• As a decision point in the hiring process, reference checks are subject to certain professional and legal guidelines. It is recommended that agencies consult with an expert for assistance.


Anderson, N., Salgado, J. F., & Hulsheger, U. R. (2010). Applicant reactions in selection: Comprehensive meta-analysis into reaction generalization versus situational specificity. International Journal of Selection and Assessment, 18, 291–304.

Cooper, M. D. (2001). Job reference immunity statues: Prevalent but irrelevant. Cornell Journal of Law and Public Policy, 11, 1–68.

Hendricks, C. A., Rupayana, D., Puchalski, L., & Robie, C. (2018). Content of qualitative feedback provided during structured, confidential reference checks. Personnel Assessment and Decisions, 4, 41–54.

Hunter, J. E., & Hunter, R. F. (1984). Validity and utility of alternative predictors of job performance. Psychological Bulletin, 96, 72–98.

Schmidt, F. L., Oh, I-S., & Shaffer, J. A. (2016). The validity and utility of selection methods in personnel psychology: Practical and theoretical implications of 100 years of research findings.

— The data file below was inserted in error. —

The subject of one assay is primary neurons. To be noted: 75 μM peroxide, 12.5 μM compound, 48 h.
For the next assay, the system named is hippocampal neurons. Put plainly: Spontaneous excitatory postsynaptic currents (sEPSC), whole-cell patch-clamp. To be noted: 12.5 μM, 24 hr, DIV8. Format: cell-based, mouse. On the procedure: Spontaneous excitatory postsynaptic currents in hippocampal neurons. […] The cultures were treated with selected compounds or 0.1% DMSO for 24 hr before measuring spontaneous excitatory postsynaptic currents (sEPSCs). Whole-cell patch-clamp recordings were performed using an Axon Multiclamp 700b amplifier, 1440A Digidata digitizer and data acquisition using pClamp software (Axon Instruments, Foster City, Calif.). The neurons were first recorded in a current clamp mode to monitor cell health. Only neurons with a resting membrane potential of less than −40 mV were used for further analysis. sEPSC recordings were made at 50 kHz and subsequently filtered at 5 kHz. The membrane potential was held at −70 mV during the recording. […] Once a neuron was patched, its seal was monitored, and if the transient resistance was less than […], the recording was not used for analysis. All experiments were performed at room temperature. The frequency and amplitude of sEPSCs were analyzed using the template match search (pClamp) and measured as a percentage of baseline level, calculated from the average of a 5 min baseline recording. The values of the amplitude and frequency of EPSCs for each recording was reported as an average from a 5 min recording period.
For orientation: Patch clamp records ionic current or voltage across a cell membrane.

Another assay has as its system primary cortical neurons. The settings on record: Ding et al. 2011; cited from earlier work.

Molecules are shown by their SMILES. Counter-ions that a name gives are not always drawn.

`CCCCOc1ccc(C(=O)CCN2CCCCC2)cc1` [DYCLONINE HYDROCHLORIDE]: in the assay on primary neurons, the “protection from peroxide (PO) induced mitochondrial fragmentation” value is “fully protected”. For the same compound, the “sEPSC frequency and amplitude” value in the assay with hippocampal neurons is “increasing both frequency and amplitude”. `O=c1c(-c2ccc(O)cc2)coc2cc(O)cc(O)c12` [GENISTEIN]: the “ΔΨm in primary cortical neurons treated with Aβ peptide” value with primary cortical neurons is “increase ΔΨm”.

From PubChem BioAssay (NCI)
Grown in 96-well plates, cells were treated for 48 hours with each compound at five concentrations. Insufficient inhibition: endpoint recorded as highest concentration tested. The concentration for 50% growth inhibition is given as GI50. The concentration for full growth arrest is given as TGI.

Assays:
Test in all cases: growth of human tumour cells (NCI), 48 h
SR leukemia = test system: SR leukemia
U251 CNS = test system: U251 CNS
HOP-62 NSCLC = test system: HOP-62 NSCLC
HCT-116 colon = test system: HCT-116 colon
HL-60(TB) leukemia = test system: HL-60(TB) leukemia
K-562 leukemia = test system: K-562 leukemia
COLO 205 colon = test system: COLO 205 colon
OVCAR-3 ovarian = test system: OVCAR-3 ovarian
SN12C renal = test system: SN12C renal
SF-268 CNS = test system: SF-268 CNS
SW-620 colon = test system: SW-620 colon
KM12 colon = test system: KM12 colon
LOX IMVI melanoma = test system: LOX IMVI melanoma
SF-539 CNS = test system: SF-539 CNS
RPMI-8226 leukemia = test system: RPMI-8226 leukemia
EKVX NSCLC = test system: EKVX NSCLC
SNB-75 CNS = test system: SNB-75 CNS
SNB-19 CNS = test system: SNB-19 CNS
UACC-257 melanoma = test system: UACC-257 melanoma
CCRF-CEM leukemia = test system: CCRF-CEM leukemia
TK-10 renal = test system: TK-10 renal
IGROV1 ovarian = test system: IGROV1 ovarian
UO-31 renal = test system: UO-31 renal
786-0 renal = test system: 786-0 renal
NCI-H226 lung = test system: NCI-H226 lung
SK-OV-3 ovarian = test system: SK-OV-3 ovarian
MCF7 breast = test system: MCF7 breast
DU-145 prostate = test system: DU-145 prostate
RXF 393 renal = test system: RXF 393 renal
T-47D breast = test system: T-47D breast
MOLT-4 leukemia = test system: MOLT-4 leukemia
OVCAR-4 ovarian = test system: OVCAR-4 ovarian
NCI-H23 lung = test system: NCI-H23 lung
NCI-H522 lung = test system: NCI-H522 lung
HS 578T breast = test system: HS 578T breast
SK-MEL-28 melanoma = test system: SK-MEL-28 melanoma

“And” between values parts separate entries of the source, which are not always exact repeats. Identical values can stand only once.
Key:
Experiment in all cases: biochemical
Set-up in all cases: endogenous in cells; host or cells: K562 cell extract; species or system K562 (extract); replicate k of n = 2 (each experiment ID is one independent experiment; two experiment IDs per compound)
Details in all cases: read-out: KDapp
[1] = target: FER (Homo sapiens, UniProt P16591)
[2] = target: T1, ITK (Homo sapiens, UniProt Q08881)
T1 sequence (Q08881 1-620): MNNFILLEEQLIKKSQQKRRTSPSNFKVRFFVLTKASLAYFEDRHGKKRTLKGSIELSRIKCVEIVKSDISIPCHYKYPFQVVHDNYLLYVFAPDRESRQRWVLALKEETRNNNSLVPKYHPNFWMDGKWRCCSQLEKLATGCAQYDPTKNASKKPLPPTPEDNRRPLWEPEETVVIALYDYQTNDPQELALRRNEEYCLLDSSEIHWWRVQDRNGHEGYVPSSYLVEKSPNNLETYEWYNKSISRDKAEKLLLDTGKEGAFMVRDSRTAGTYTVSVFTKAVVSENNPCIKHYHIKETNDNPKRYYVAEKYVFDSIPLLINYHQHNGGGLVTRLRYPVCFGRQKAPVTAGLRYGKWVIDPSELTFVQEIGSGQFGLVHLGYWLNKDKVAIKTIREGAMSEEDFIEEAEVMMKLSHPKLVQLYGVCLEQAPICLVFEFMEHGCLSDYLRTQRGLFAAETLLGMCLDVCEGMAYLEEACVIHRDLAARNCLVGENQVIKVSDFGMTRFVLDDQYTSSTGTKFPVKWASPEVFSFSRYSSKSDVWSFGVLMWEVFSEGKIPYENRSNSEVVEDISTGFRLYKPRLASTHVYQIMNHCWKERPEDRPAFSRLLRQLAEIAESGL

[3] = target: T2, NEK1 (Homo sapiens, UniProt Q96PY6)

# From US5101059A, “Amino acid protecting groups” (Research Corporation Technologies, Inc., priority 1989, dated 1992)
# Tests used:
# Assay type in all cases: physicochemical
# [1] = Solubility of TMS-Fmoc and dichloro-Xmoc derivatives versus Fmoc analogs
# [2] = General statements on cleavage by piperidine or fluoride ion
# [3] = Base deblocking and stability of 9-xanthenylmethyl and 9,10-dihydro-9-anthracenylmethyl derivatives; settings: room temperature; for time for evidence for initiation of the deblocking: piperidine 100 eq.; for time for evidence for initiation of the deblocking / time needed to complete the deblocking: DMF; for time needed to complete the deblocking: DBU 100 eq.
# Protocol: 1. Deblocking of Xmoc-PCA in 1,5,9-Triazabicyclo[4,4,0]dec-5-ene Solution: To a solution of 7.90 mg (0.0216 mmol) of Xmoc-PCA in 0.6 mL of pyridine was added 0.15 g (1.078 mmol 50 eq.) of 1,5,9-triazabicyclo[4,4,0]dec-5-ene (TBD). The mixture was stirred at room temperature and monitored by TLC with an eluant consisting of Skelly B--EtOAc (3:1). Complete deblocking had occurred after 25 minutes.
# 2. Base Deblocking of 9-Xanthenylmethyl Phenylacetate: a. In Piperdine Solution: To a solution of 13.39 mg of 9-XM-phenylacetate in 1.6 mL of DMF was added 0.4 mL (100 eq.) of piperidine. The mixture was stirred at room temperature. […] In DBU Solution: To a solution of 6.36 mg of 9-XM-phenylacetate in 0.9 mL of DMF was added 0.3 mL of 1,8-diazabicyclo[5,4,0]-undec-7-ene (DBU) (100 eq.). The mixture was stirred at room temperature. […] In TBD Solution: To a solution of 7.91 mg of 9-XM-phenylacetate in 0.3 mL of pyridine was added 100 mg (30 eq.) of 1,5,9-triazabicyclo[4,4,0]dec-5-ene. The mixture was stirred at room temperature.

Society for Human Resource Management. (2017). 2017 talent acquisition benchmarking report.

Society for Human Resource Management. (2020). Conducting background investigations and reference checks.

U.S. Merit Systems Protection Board (2005). Reference checking in federal hiring: Making the call.

U.S. Office of Personnel Management. (n.d.). Reference checking guide.

Woska, W. J. (2007). Legal issues for HR professionals: Reference checking/background investigations. Public Personnel Management, 36, 79–89.


Tara Myers, PhD, Independent Consultant
Megan Paul, PhD, University of Nebraska-Lincoln

Suggested Citation

Myers, T., & Paul, M. (2020, December 23). Umbrella summary: Reference checks. Quality Improvement Center for Workforce Development.

For general information about Umbrella Summaries, visit


Return to list of Umbrella Summaries